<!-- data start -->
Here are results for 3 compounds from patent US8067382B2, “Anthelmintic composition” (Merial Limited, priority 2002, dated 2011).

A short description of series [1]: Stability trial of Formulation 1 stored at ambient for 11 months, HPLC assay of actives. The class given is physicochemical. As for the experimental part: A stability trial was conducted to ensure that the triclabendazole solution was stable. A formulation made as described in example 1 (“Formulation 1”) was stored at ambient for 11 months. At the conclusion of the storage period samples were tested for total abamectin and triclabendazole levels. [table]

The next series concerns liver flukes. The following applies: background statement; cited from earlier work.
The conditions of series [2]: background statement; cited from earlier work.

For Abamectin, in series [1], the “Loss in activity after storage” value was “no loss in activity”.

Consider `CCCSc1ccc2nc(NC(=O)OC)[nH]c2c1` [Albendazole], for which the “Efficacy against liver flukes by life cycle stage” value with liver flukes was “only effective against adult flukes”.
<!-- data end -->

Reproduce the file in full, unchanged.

Here are results for 3 compounds from patent US8067382B2, “Anthelmintic composition” (Merial Limited, priority 2002, dated 2011).

A short description of series [1]: Stability trial of Formulation 1 stored at ambient for 11 months, HPLC assay of actives. The class given is physicochemical. As for the experimental part: A stability trial was conducted to ensure that the triclabendazole solution was stable. A formulation made as described in example 1 (“Formulation 1”) was stored at ambient for 11 months. At the conclusion of the storage period samples were tested for total abamectin and triclabendazole levels. [table]

The next series concerns liver flukes. The following applies: background statement; cited from earlier work.
The conditions of series [2]: background statement; cited from earlier work.

For Abamectin, in series [1], the “Loss in activity after storage” value was “no loss in activity”.

Consider `CCCSc1ccc2nc(NC(=O)OC)[nH]c2c1` [Albendazole], for which the “Efficacy against liver flukes by life cycle stage” value with liver flukes was “only effective against adult flukes”.